VBO perfs analysis

i wrote a little benchmark to compare vbo and a basic loop of glvertex3fv.
I’m a bit deceived by the results :
for a loop of 100,000 points : fps = 59.7
for a loop of 1,000,000 points : fps = 19.9
for a vbo with 100,000 : fps = 62.5
for a vbo with 1,000,000 : fps = 31.2

For 100,000 points I got no gain from using VBO… isn’t it strange ?

I also measured the time needed for my glrender function in both cases. For a loop of glvertex3fv, it’s very slow (all the time is spend there).
But for the VBO, this is very fast, time is not spend there. What does that mean ?

That means the CPU is not the bottleneck :wink:

One great advantage of VBOs (and to some degree normal vertex arrays, too) is that you save a lot of CPU time. If your CPU has nothing else to do, you won’t notice a difference because the GPU is the limiting factor.

As soon as you do different tasks on the CPU, like calculating physics or AI, you will notice a performance drop because of the time “wasted” in the drawing function, while with VBOs the drawing function immediately returns and the GPU is busy drawing while the CPU does something else…

thanks for this clear answer.

My next question is about mixing some drawings with VBO and others with glVertex3f.

For example, i draw in the following order :
1.few vertices with glvertex3f
2.a big array of vertices using vbo
3.few vertices with glVertex3f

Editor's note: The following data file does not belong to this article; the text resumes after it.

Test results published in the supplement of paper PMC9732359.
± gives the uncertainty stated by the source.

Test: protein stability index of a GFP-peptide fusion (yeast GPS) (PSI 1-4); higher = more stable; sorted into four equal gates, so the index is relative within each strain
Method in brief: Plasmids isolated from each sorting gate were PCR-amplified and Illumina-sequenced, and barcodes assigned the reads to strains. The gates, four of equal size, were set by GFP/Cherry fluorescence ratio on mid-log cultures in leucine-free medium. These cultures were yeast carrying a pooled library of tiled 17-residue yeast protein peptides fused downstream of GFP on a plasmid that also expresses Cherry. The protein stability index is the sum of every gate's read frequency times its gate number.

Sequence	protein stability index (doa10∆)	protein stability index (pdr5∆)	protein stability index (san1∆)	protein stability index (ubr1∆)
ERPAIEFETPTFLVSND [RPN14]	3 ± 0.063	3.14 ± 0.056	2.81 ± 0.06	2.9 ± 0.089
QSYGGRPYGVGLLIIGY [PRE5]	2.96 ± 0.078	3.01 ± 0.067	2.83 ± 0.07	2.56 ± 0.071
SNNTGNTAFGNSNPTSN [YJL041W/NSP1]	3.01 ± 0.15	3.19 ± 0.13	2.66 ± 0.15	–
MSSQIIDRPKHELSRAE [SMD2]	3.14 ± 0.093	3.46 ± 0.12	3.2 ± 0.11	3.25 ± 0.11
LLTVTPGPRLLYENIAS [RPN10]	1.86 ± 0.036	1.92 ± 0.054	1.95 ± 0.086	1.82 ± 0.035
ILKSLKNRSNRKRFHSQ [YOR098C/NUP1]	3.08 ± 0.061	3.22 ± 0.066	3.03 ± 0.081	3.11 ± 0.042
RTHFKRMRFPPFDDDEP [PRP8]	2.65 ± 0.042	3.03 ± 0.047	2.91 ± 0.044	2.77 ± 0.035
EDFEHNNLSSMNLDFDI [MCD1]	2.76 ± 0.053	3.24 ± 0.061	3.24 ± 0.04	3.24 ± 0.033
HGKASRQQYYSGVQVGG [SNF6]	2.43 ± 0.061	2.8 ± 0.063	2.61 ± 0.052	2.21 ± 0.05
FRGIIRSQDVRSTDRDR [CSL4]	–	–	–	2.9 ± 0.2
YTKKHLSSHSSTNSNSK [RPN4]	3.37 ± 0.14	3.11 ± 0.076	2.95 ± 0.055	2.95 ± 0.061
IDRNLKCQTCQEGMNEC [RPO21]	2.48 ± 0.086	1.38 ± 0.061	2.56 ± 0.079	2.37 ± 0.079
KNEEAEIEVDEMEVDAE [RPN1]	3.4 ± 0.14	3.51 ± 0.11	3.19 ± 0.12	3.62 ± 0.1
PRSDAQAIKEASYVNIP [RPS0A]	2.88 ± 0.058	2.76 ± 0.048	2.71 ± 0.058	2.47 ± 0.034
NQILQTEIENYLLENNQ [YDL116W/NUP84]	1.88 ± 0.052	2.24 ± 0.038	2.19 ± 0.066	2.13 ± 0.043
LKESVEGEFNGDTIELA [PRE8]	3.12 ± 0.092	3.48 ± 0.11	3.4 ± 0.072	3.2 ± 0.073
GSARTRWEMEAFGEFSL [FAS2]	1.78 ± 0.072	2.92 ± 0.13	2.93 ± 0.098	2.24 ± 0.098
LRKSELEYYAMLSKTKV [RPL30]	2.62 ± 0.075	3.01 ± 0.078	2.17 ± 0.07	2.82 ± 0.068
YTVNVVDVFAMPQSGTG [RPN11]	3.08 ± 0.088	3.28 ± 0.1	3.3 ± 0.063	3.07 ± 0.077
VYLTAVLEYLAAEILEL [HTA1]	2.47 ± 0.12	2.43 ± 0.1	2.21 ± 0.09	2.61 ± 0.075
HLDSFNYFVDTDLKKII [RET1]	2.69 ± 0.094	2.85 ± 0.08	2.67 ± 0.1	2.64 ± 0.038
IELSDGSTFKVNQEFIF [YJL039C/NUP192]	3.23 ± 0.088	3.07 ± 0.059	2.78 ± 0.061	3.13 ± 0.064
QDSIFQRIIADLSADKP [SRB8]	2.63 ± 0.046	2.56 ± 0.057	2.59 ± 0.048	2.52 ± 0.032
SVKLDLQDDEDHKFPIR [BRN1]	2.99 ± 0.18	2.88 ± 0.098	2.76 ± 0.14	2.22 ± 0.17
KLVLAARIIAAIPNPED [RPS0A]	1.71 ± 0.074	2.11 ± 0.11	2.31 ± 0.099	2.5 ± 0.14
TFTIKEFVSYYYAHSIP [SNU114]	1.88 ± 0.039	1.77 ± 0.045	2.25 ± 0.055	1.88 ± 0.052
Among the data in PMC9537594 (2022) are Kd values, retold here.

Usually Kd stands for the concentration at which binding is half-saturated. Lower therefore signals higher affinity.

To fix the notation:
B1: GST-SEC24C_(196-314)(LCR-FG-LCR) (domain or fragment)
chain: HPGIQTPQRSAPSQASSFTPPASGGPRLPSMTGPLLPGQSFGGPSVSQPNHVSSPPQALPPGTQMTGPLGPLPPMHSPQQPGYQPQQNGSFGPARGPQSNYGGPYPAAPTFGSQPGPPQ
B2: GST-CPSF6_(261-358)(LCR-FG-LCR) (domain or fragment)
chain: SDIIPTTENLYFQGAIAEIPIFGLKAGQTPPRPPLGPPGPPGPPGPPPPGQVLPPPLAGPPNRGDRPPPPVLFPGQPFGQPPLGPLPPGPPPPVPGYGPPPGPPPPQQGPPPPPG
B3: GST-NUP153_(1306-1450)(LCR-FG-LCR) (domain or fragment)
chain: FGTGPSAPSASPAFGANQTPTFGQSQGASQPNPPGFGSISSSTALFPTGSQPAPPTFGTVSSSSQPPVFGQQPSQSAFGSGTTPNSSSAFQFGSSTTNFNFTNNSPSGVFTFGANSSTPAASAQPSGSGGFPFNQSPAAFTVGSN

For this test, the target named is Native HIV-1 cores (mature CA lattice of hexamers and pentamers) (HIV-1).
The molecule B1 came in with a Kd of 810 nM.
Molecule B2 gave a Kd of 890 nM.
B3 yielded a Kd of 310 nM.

What’s going to happen ? Will the third step wait for the vbo to be finished ?

I’m no expert on the hardware details, but AFAIK, the CPU dumps geometry etc. into the same pipeline as the VBO data ends up in.

So what I expect is this:

  1. (glVertex stuff) CPU sends commands to pipeline, GPU processes them really quickly, pipeline remains virtually empty.
  2. (VBO) CPU sends one command to the pipeline, but that places a lot of work into the pipeline. CPU can continue, but the GPU has a backlog.
  3. (more glVertex stuff) CPU sends commands to the pipeline, behind the backlog of the GPU.
  4. CPU does other stuff/waits for buffer swap - while the GPU gets some time to finish work.

In other words: all calls (except for synchronisation calls) return as soon as their commands have been buffered. But everything is still effectively performed in the same order.

So you save a lot of CPU time, and if the CPU is the bottleneck that means you increase the rendering speed, but the results are correct.

Note: if you have software fallback at some point, of course the pipeline would have to be flushed, if it is used at all.

But even if there was a need to flush the pipeline before the glVertex calls were issued, it would still be faster. Simply because of the function call overhead.

A question related to this topic: Display lists behave identically as VBOs in that sense, don’t they? I mean that glCallList is a non-blocking command, so the CPU can do its work after the call while the GPU is doing its own.